Nicholas Black Elk Collection: Scope and Content

Articles and letters in translation by Nicholas Black Elk and about him by his contemporaries plus meeting minutes, petitions, ephemera, and photography regarding his legacy and canonization cause. Also included are links to related archival materials in other Marquette special collections and other repositories.

Gift from the following: Black Elk letter translations: Michael F. Steltenkamp, S.J., 1980s, Paul Steinmetz, S.J., 2002, Ben Black Bear, Jr., 2014-2017, and Patricia Catches the Enemy, 2018; meeting minutes: Black Elk Ad-hoc Committee, 2015-2016, and The Diocese of Rapid City Black Elk Working Group, 2016-; photography: Mark G. Thiel, 2013, West River Catholic, 2016-. Processed by Mark G. Thiel, 2019.


Biographical and Historical Note

Nicholas W. [William] Black Elk, Sr. (1860s-1950) was born in Wyoming into Big Road's Band within a lineage of distinguished Lakota medicine men (traditional healers) all named "Black Elk." Although his birth year has been contested, he was favored with a great vision in which he was atop Black Elk Peak in the Black Hills during the first decade of his life. Therefore, while Big Road's Band was in exile in western Canada after the Battle of the Little Bighorn, his elders trained him to become a healer too. His practice began in 1881, just prior to the Band's settlement on the Pine Ridge Indian Reservation in South Dakota.

During the winter of 1884-1885, Black Elk visited the Standing Rock Agency, North Dakota. There, he was one of many grass dancers who signed a petition that supported the canonization cause of Kateri Tekakwitha. He also dictated his first letter for publication, which was a pessimistic one published in Iapi Oaye (Word Carrier), which asked Christians to pray for the Lakota people. Thereafter, he danced in wild west shows in Europe and dictated two more letters, 1888-1889, which noted his observations about Christian faith in action.

In 1890, he returned to Pine Ridge and embraced the Ghost Dance, which the U.S. Cavalry ended in the Wounded Knee Massacre. Two years later, he married Katherine War Bonnet who bore three sons (including Ben) all baptized Catholic. In 1904, while doctoring a child, he encountered Rev. Joseph Lindebner, S.J., who invited him to study Christian faith at the nearby Holy Rosary Mission where Fr. Lindebner baptized and named him "Nicholas" on the "Feast of St. Nicholas" (December 6) during the "Moon of Popping Trees."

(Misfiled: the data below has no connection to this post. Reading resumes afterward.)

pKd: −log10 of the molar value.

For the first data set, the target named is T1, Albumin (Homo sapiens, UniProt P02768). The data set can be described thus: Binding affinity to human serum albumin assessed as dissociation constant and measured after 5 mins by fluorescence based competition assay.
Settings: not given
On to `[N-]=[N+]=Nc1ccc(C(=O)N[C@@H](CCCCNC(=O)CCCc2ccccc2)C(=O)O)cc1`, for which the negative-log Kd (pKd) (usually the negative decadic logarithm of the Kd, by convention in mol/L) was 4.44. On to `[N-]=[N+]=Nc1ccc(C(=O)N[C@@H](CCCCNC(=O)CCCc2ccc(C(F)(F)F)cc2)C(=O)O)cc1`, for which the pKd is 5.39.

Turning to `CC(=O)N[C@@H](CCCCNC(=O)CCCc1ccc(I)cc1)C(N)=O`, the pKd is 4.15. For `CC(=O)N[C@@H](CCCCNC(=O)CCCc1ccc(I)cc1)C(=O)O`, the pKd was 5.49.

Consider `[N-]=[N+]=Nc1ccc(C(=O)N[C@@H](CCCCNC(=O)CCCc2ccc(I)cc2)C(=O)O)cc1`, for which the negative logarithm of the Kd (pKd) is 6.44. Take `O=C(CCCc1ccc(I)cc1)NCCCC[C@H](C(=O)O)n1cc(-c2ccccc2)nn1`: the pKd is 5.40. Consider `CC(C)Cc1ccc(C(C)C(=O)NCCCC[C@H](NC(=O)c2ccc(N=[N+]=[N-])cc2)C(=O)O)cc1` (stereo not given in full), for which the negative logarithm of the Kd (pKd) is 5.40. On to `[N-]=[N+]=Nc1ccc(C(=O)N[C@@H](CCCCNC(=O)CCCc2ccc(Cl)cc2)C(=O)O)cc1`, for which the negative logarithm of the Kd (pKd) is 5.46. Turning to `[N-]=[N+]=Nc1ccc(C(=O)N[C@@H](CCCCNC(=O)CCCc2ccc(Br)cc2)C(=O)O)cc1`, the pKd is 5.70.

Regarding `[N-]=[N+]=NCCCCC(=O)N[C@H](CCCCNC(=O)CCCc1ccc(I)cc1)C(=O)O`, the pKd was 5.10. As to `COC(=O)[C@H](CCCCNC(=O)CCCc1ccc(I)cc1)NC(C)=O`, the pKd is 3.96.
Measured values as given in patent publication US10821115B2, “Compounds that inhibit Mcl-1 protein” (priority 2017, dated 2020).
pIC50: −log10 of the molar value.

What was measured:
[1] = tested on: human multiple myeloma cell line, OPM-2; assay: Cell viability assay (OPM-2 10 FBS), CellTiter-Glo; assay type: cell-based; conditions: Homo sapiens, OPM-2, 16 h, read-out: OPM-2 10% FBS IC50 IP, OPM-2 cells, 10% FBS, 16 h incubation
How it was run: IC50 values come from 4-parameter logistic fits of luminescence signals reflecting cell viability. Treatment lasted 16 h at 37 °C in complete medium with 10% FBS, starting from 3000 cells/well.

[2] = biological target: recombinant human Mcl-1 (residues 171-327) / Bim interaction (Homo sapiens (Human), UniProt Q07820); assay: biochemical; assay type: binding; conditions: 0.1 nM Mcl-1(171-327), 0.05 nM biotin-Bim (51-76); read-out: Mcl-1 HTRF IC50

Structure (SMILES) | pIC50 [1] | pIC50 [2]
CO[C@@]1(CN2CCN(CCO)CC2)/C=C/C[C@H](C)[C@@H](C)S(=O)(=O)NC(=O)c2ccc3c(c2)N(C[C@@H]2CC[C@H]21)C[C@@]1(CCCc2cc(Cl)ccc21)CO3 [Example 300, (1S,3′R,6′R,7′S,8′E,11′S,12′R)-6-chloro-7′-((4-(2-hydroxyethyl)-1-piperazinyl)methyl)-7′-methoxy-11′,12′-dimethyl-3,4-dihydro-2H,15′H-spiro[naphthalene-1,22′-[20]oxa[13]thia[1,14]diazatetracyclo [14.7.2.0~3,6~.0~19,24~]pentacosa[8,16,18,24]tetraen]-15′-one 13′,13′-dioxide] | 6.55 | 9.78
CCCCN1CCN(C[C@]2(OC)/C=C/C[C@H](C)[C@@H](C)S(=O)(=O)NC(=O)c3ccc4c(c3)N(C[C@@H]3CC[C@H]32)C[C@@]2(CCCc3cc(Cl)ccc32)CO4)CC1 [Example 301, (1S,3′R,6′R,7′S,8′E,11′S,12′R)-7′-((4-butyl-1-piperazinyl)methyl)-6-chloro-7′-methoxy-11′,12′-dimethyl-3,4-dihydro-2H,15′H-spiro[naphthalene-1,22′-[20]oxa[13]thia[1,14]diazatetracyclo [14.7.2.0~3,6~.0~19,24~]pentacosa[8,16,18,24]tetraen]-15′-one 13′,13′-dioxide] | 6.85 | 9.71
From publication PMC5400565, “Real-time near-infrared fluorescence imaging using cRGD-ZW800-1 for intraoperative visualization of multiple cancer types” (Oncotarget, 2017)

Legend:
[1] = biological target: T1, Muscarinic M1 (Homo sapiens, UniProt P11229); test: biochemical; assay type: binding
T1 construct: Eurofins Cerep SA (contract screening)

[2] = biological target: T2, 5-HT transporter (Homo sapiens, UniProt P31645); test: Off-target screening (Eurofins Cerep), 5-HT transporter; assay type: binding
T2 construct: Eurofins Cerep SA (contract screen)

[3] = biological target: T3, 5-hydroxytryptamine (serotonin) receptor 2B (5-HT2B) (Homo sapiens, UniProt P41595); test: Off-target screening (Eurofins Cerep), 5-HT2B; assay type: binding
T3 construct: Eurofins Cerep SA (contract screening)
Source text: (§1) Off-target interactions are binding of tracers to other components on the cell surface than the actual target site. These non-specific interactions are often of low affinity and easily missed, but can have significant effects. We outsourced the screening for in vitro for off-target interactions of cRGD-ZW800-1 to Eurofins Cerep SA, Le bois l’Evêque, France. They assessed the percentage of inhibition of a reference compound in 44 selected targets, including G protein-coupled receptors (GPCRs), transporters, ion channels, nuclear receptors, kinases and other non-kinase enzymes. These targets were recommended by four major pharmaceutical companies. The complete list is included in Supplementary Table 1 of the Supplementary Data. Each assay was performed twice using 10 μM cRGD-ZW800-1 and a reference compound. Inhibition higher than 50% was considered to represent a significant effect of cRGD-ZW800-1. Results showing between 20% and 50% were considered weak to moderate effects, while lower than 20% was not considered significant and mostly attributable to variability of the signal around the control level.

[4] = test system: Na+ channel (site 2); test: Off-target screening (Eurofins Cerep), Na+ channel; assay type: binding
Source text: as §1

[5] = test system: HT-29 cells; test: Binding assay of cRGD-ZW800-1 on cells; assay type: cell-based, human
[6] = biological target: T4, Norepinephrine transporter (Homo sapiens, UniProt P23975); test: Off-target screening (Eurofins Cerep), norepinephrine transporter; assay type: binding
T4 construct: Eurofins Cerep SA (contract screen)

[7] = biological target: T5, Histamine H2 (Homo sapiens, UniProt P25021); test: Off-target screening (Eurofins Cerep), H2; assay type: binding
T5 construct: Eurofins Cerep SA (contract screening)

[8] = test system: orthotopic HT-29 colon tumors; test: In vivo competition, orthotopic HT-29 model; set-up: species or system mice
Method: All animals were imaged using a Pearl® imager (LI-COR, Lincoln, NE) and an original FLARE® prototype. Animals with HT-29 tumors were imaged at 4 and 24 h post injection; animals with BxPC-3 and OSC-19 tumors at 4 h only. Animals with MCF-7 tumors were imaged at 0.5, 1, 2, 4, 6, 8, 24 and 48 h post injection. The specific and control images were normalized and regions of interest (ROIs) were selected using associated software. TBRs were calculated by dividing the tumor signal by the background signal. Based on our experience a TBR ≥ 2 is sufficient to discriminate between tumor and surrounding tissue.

Soon, Black Elk stopped his healing practice and became a staunch member of the St. Joseph's Society (a Christian Lakota men's group). Then Katherine died and he married Anna Brings White, a staunch member of the St. Mary's Society (a Christian Lakota women's group). She bore two more sons and a daughter (Lucy, later Lucy Looks Twice).

The Jesuits then appointed Nick Black Elk as catechist, first at St. Elizabeth's Church, Oglala, and then at St. Agnes, Manderson. Sinasapa Wocekiye Taeyanpaha (The Catholic Voice or Catholic Sioux Herald) published at least 16 pastoral letters he wrote on Christian living, 1907-1916 (see Nicholas Black Elk Collection Series 1 and Sinasapa Wocekiye Taeyanpaha for letters about him by others); he evangelized Native people across South Dakota and beyond, 1908-1917 (see Bureau of Catholic Indian Missions Records, Series 1-1 Correspondence), and again locally at St. Agnes, 1917-1936. While teaching the Bible, he often used the "Two Roads" Pictorial Catechism by Rev. Albert Lacome, O.M.I. (see Spotlight: January 2009-Catholic Ladders Pictorial Catechisms and Holy Rosary Mission - Red Cloud Indian School, Series 7-1 Jesuit Papers: Two Roads Narrative), from which he derived colorful metaphors for describing Judeo-Christian and Lakota traditions.

In 1931, John G. Neihardt interviewed Nick Black Elk about his entire life, which became Black Elk Speaks, an aesthetic account focused on his great vision and life through 1890. Since Black Elk was a well-known Pine Ridge catechist, Neihardt's lack of acknowledgement caused a local controversy that prompted Black Elk to reassert his Catholic beliefs through two letters in 1934 (see Holy Rosary Mission - Red Cloud Indian School Records, Series 1 Correspondence). Nonetheless, his reputation as a traditional leader led to his involvement in a summertime Sioux Indian pageant in the Black Hills, where he narrated and reenacted Lakota traditions for tourists, 1936-1946 (see Digitized Collections). Then Joseph Epes Brown interviewed him for The Sacred Pipe, and through Brown, he corresponded with Père Gall Schuon, O.C.S.O., of Sourmont Abbey, Belgium (see Nicholas Black Elk Collection, Series 1).